That said --

The good news is that our home study is officially out of Indianapolis and into the hands of our international team in Detroit.

The not-so-awesome part is that we've had to clarify things a bit and there's one document we have to re-do, so until they can revise a section and we provide that updated document (working on it!), we're at a standstill.

So there's your not-so-exciting adoption update.  We're still trucking along, but slowly.

Aside from waiting, here's what else we've been up to in the past month or so:

I finished this quilt top (only 5 months after the baby was born!), which CJ helpfully held up for me:
I had a work meeting in Lafayette one afternoon and hopped over to West Lafayette to visit my cousin, Mindy, at Purdue.  She took me to get a Den Pop.  I was a little skeptical/scared of it, but it turned out to be pretty amazing.
 We then at the Triple XXX, which was on my life's bucket list.  I had the Dwayne Purvis All-American burger, which is a burger cooked in peanut butter sauce (I think).  It.  Was.  AM-A-ZING.

 We braved the cold temperatures at the last Indy Eleven game of the season.

I went to Chicago for several days for work.

I've been buying our future daughter some things here and there.  One of our goals is to help her maintain her Chinese heritage, so I was pretty pumped when I found these wooden blocks with Chinese characters on them.

Ellie (left) and Henry celebrated Halloween.

CJ has been hard at work on some projects for us.  Safety first around here.

He made this sofa table for me, partially out of reclaimed lumber.  I pretty much love it.

Tuesday, September 30, 2014

next steps

The adoption process is S-L-O-W for us, as you know.  I do know that our caseworker is putting the finishing touches on our home study.  It'll still have to be approved by several people, but the good news is, we're moving along.

Since we're in the final stages of the home study process, we're now eligible to move on to the next step, which is...

More paperwork!

Yes, I think some of this is red tape-like.  But, it's how the process is and we happen to think adoption is what we've been called to do, so we'll tackle the paperwork, no matter how long it takes me to do it.  (Let's be honest.  I love my husband, but he signs where I tell him to and that's about the extent of his involvement with the paperwork.)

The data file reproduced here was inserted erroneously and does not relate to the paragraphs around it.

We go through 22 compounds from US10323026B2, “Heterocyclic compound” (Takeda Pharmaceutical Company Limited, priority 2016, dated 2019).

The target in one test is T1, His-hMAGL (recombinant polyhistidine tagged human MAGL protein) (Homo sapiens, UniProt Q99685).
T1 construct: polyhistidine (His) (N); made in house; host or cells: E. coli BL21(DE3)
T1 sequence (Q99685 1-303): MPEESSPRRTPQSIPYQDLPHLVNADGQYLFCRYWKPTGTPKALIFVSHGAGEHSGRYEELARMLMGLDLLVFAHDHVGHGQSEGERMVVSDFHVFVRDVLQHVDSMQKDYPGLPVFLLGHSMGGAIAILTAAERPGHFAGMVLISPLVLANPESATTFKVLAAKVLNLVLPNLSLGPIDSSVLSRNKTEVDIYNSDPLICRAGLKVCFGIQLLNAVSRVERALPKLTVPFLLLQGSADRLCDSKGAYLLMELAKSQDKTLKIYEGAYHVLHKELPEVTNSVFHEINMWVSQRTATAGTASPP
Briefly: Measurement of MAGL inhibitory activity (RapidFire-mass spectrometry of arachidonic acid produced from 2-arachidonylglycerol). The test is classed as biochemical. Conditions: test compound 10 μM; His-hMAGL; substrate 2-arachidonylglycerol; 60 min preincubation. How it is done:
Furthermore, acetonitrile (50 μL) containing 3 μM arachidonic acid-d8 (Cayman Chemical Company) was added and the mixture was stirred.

For your information, this round of paperwork does include some duplicate requests (health insurance forms, photos, special needs checklists), but includes some new to-dos:
  • Personalized letter from us stating why we are pursuing the adoption of a child with special needs, if both of us will return to work, and what our expectations are of the child short- and long-term.
  • Family care and training plan that will identify doctors, education experts, language interpreter, and mentor families
  • Letter of reference indicating our experience in learning or observing a child with medical/special needs
  • Photos -- another one of us, copies of our passport photos

I share all of this for a few reasons:
  • As we have in the past and will probably request your assistance in the future with fundraising, I feel it's important to have an idea of what this process is like and how the funds are used.
  • In case anyone reading this is interested in adoption, I hope this serves as a good tool for you to have a better understanding of the process.  I fear it may turn some people away, but I also think that if the paperwork doesn't bother you, it's probably a good indication that you're going the right direction.  I may sigh and complain occasionally about the paperwork, but in the end, it doesn't truly bother me.  It's mostly just paperwork.  It may take me time, but God will lead us to the right child in the right time, no matter when I actually complete all the paperwork.  And, it's a very small price to pay -- using lots of paper, ink, postage, and time -- to get our child out of an orphanage and into her permanent home.